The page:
College Football

Judge gives preliminary approval for settlement in video game case

NCAA president Mark Emmert. Photo:

NCAA president Mark Emmert.

A judge has given preliminary approval to a combined $60 million settlement for lawsuits related to the use of college athletes' images and likenesses in video games, reports USA Today's Steve Berkowitz.

U.S. District Judge Claudia Wilken, who is also presiding over the recently completed Ed O'Bannon v. NCAA antitrust lawsuit, issued the ruling. Wilken told lawyers that the settlement won't affect an injunction in the O'Bannon trial, which also involves video games.

Lawyers for the O'Bannon plaintiffs had written Wednesday they were concerned their clients would have to opt out of the settlement or risk losing the potential granting of the injunction.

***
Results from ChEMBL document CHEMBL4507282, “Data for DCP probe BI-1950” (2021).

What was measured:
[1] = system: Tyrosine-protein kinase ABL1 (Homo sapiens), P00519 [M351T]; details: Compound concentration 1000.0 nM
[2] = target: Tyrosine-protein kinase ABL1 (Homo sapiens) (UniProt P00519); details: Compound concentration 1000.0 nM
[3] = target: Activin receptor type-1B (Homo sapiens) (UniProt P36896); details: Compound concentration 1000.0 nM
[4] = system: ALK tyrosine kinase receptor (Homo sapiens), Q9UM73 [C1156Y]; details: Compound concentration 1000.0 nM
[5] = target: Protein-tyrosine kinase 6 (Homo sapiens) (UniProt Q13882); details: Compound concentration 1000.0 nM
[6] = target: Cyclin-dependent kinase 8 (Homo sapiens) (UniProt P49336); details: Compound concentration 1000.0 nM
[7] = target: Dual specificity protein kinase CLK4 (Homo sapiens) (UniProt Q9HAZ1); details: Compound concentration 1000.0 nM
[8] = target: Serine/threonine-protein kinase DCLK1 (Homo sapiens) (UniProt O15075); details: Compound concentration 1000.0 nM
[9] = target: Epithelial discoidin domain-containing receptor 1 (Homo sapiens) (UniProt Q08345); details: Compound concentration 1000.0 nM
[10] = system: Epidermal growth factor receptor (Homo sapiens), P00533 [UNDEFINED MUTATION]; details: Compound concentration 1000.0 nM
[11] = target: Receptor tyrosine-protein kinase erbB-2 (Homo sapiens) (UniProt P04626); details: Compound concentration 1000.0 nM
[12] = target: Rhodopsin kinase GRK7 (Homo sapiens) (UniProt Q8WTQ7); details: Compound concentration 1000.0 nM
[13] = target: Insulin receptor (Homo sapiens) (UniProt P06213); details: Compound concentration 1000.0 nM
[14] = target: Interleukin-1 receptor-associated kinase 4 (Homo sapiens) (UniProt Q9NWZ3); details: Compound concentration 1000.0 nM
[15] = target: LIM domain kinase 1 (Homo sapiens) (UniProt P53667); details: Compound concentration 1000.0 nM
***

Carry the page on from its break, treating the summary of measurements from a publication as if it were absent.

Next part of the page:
The video game case, led by former Arizona and Nebraska football player Sam Keller, sought compensation from the NCAA, Electronic Arts and the Collegiate Licensing Co. for the use of players' images and likenesses in EA's college football and basketball games, beginning in May 2003. Other groups of plaintiffs were also involved, including one led by O'Bannon.

EA and the CLC agreed to a $40 million settlement last September, and the NCAA agreed to a $20 million settlement in June.

More: How the NCAA botched its case in the O'Bannon trial

Wilken's approval begins a process of notifying thousands of former and current athletes of their eligibility to participate in the settlement. According to Berkowitz, after attorneys' fees and expenses, at least $38 million is likely to be available for distribution.

With the O'Bannon trial completed, Wilken is also due to give a ruling in that case some time in the future.

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